In the conclusion to Joel Baden’s The Historical David, he notes that the story of the end of David’s life and the installation of Solomon as king is not an apology for David. David appears weak and old. This last part of the story is an apology for Solomon. The apology for David ends after the story of the revolt by Absalom.
The big surprise for me in the conclusion is that Baden thinks that someone composed the apology during David’s lifetime in response to charges made against him by supporters of Absalom.
It was these supporters of the rebellion who charged David with murdering Saul and dug up other old rumors about him. These charges took a major toll on David’s popularity. So many of the people of both Judah and Israel were reluctant to return to David. He was at his weakest. And this is when the apology was needed.
If this is true, it makes it even more incredible to me that the author of the apology would invent not only incidents but characters. There would have been people alive who knew better.
Perhaps an apology for David did arise then. But I think it is secondary to the court history that covers both David and Solomon’s rise and traces the religious history of David’s bringing the ark to Jerusalem and Solomon’s establishing the Temple. In other words, a preliminary apology for David would have only been a source–perhaps an oral narrative and not a document– for the court history, which I still see as sponsored by the queen mother, Bathsheba.
As Baden notes this is all now part of a larger work, the Deuteronomistic History, that stretches from Joshua through 2 Kings.
In digging back behind the apology for David and its agenda, Baden arrives at a David who is “a vile human being” (p. 258). I have found several valuable insights into the probable events of David’s career by reading Baden. But it seems to me that he goes a little too far in judging David.
Of course, David as a usurper and a military figure was a man of violence. He was also a religious man. I think that our idea of someone getting religion is bent by modern pietistic and puritanical assumptions. So, if David was religious, he should have put aside his “toxic masculinity” and renounced violence and womanizing. Obviously David did not do that.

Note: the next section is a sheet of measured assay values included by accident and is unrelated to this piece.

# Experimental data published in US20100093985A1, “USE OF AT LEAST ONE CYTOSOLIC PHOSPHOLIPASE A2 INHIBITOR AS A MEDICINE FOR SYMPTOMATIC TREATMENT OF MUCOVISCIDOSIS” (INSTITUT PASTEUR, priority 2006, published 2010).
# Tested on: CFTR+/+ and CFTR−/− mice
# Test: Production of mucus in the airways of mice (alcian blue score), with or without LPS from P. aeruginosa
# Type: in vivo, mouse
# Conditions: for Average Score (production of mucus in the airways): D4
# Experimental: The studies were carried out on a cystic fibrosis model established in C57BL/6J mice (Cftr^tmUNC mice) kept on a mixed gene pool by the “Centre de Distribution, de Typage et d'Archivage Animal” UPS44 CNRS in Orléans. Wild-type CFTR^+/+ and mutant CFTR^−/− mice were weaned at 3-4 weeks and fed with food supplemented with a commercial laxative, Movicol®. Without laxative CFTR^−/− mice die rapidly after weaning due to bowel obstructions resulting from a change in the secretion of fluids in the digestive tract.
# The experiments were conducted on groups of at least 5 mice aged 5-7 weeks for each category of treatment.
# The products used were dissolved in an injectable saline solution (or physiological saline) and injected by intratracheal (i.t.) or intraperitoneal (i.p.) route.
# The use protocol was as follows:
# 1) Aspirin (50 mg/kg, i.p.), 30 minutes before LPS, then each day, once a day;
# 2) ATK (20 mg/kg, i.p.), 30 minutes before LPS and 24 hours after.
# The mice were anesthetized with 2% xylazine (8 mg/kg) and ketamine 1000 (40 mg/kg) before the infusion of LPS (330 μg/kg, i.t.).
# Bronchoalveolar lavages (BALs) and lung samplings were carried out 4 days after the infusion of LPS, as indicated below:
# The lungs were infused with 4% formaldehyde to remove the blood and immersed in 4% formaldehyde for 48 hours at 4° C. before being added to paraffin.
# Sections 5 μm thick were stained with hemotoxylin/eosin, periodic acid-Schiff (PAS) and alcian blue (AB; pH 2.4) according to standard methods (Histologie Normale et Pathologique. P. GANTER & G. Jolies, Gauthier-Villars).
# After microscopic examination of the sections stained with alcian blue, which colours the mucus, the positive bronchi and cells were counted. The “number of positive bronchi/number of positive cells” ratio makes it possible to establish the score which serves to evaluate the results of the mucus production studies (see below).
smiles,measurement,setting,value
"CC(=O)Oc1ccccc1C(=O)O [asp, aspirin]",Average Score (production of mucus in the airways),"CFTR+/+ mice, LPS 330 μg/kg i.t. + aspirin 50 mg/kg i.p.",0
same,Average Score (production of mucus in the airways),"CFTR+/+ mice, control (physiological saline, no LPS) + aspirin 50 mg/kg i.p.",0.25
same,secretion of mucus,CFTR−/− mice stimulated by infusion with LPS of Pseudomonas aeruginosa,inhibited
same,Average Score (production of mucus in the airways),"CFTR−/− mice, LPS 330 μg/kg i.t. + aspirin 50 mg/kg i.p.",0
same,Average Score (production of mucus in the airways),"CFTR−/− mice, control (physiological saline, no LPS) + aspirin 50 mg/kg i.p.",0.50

And yet he seems to have instituted a tradition of worship through music and song. He put the ark in Jerusalem as a center for the nation’s devotion. He had a relationship that we wish we knew more about with priests and prophets.
In his works, The Sanctuary of Silence and The Divine Symphony, Israel Knohl argued for a view of the priesthood in Jerusalem as having a religion that was not about morality and personal righteousness until the holiness movement around 700 BCE. The God of these priests was a majestic God, but accessible mostly by ritual within the shrine. Perhaps David’s religion was similar.
Now we have the story of David as part of the Deuteronomistic History which has incorporated a source or viewpoint that was opposed to the monarchy. Samuel’s speech in 1 Samuel 8:10 ff. gives a detailed warning about the loss of liberty that having a king would entail. The Gideon/Abimelech cycle in Judges also stands as a warning against monarchy. Deuteronomy 17:14 ff. limits royal power in a way other Near Eastern nations did not.
So the Hebrew Bible provides a critique of monarchy itself. At the literary level, the story of David is something of a tragedy. David’s flaws and struggles fit within an understanding of the broken nature of human power. Some kings were better than others. But the Hebrew Bible pointed beyond this to a kingdom of God and, I point out as a Christian observing Advent, a Prince of Peace.